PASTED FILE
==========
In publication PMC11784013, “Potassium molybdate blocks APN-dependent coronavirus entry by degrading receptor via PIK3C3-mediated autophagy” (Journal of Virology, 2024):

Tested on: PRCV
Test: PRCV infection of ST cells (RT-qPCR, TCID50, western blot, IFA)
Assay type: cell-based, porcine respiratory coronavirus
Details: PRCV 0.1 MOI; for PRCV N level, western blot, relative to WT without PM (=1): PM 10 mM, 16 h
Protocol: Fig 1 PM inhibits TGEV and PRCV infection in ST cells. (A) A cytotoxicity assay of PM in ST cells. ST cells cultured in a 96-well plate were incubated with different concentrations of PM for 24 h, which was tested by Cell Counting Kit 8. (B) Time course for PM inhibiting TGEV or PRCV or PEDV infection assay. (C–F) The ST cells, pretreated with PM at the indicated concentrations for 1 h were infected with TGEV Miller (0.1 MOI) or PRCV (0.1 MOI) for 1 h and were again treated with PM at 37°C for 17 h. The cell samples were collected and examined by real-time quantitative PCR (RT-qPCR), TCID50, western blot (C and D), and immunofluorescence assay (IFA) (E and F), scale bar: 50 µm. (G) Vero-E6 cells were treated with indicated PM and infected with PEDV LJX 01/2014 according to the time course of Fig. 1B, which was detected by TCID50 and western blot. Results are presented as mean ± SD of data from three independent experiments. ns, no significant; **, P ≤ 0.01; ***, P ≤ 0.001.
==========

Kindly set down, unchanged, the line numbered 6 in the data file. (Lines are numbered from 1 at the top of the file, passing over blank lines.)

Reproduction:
Protocol: Fig 1 PM inhibits TGEV and PRCV infection in ST cells. (A) A cytotoxicity assay of PM in ST cells. ST cells cultured in a 96-well plate were incubated with different concentrations of PM for 24 h, which was tested by Cell Counting Kit 8. (B) Time course for PM inhibiting TGEV or PRCV or PEDV infection assay. (C–F) The ST cells, pretreated with PM at the indicated concentrations for 1 h were infected with TGEV Miller (0.1 MOI) or PRCV (0.1 MOI) for 1 h and were again treated with PM at 37°C for 17 h. The cell samples were collected and examined by real-time quantitative PCR (RT-qPCR), TCID50, western blot (C and D), and immunofluorescence assay (IFA) (E and F), scale bar: 50 µm. (G) Vero-E6 cells were treated with indicated PM and infected with PEDV LJX 01/2014 according to the time course of Fig. 1B, which was detected by TCID50 and western blot. Results are presented as mean ± SD of data from three independent experiments. ns, no significant; **, P ≤ 0.01; ***, P ≤ 0.001.